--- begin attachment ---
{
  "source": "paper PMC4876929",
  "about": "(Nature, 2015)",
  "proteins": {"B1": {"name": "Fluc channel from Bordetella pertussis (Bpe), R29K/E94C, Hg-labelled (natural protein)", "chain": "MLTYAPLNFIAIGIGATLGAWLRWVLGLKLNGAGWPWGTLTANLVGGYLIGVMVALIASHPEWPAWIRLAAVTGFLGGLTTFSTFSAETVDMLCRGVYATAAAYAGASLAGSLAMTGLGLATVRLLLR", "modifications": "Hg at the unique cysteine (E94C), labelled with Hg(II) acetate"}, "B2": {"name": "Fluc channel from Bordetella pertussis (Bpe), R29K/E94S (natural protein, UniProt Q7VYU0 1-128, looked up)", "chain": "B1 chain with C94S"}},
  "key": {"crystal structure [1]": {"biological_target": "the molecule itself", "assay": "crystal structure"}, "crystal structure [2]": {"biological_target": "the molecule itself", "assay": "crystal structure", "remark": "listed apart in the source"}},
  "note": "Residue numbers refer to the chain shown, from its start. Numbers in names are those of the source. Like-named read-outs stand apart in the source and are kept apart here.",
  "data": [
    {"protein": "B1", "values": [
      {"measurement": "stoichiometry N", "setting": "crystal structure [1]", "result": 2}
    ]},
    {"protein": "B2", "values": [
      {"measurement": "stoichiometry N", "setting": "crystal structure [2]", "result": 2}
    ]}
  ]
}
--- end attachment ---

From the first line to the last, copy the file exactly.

{
  "source": "paper PMC4876929",
  "about": "(Nature, 2015)",
  "proteins": {"B1": {"name": "Fluc channel from Bordetella pertussis (Bpe), R29K/E94C, Hg-labelled (natural protein)", "chain": "MLTYAPLNFIAIGIGATLGAWLRWVLGLKLNGAGWPWGTLTANLVGGYLIGVMVALIASHPEWPAWIRLAAVTGFLGGLTTFSTFSAETVDMLCRGVYATAAAYAGASLAGSLAMTGLGLATVRLLLR", "modifications": "Hg at the unique cysteine (E94C), labelled with Hg(II) acetate"}, "B2": {"name": "Fluc channel from Bordetella pertussis (Bpe), R29K/E94S (natural protein, UniProt Q7VYU0 1-128, looked up)", "chain": "B1 chain with C94S"}},
  "key": {"crystal structure [1]": {"biological_target": "the molecule itself", "assay": "crystal structure"}, "crystal structure [2]": {"biological_target": "the molecule itself", "assay": "crystal structure", "remark": "listed apart in the source"}},
  "note": "Residue numbers refer to the chain shown, from its start. Numbers in names are those of the source. Like-named read-outs stand apart in the source and are kept apart here.",
  "data": [
    {"protein": "B1", "values": [
      {"measurement": "stoichiometry N", "setting": "crystal structure [1]", "result": 2}
    ]},
    {"protein": "B2", "values": [
      {"measurement": "stoichiometry N", "setting": "crystal structure [2]", "result": 2}
    ]}
  ]
}